We all know what world heritage sites are and there is no need for me to go into the definition in greater detail. Any site that is considered to have outstanding universal value is deemed a World Heritage Site by UNESCO. Now, all of us are familiar with the more popular sites, such as Machu Picchu, the Taj Mahal, the Notre Dame, Pyramids of Giza, Everglades National Park, and the Stonehenge.
However, there are some lesser known World Heritage sites as well that may not be as popular as the ones mentioned above, but they are just as impressive. Here are three of the lesser known jewels. Enjoy discovering them.
1. Iguazu Falls
On visiting Iguazu falls, on the border of Brazil and Argentina, Eleanor Roosevelt is said to have remarked “Poor Niagara.” Most will agree with her. More than 450,000 cubic feet (12,750 cubic m) of water go over this series of 27 falls every second! That’s right, every single second!
Now made hugely popular by the recent Indiana Jones movie, Kingdom of the Crystal Skull, the Igazu Falls has a very interesting local legend surrounding it. The area surrounding the falls was actually a river where every year a virgin would be sacrificed to Boi, the local snake God. One year, the virgin to be sacrificed was rescued by her lover.
This infuriated Boi so much that he ripped the river into two. The man was turned into a palm tree and the woman into a rock and they were destined to spend their lives on either side of the falls – always visible but never together. Sad story but great place to visit!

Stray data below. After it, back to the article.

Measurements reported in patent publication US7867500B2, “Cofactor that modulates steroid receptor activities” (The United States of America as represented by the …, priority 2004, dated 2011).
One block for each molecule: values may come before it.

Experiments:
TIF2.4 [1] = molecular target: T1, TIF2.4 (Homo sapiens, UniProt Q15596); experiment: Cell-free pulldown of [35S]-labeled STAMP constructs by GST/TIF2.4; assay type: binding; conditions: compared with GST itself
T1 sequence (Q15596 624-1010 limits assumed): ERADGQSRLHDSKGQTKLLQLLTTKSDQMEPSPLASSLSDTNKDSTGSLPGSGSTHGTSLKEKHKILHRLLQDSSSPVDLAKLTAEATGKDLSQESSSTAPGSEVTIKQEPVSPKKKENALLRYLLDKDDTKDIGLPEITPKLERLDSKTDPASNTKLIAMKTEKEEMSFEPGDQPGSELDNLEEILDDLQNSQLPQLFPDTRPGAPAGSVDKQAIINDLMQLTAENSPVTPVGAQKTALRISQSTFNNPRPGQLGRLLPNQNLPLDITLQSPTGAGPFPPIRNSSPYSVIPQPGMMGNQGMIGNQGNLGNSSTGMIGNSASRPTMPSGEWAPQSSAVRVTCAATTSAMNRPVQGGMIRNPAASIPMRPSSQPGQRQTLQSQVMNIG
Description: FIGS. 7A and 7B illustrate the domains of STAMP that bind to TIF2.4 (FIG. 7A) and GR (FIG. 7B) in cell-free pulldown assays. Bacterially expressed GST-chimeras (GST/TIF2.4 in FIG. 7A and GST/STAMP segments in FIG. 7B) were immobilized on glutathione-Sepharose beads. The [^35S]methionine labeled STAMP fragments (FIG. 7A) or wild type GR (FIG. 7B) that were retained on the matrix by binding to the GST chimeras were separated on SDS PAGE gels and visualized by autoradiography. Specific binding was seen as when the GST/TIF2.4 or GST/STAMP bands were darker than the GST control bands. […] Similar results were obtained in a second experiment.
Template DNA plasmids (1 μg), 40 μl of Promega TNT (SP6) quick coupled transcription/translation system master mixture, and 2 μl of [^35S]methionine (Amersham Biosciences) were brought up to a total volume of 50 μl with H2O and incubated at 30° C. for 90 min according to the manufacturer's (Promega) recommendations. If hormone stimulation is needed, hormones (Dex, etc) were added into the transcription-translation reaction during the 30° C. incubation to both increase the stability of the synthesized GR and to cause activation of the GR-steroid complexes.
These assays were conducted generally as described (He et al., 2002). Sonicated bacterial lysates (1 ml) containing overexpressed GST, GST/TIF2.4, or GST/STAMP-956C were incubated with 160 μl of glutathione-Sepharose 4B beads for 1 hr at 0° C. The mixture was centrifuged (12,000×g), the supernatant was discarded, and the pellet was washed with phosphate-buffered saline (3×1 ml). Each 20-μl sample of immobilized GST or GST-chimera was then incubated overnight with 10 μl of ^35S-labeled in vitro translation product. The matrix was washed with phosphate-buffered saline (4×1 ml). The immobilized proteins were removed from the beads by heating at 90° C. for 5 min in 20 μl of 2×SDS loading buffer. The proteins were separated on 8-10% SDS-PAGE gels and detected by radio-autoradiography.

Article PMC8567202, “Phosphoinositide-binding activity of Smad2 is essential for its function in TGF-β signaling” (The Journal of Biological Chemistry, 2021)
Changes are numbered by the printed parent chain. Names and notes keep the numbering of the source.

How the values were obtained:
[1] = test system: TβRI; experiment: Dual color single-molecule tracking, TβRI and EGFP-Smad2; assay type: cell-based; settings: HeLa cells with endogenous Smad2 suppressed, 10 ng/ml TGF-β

2. Tsingy de Bemaraha National Park
The Tsingy de Bemaraha National Park in Madagascar is best known for well, tsingys. A curious mind is sure to ask, “What are tsingys?” Well, think of them as limestone needles, or rather a forest of limestone needles. These structures are grey in color and they jut out of the ground, sometime growing to a height of hundred meters.
They are formed when rocks are dissolved by groundwater and they provide a habitat to rare birds and lemurs. In addition to the surreal landscape that grabs your attention from the word go, there are various caves to be explored here along with a tomb of the original inhabitants of Madagascar, the Vazimba tribe.
3. Giant’s Causeway
Irish legend has it that two giants once got into a fight and this causeway was built for the purpose of the fight. However, just before the fight, one of the giants chickened out on account of the size of his opponent. While running away, one of his boots fell off and till today there’s a huge rock that bears imprint of a huge foot.
Fascinating! The scientific explanation for the Giant’s Causeway is quite boring. They were formed by volcanic reactions about 50-60 million years ago. The highly fluid molten basalt spread over the area and formed a lava plateau. When the plateau cooled, it contracted and fractured and what remained were about 40,000 hexagonal shaped basalt columns. Yeah, I’d go with the legend any day.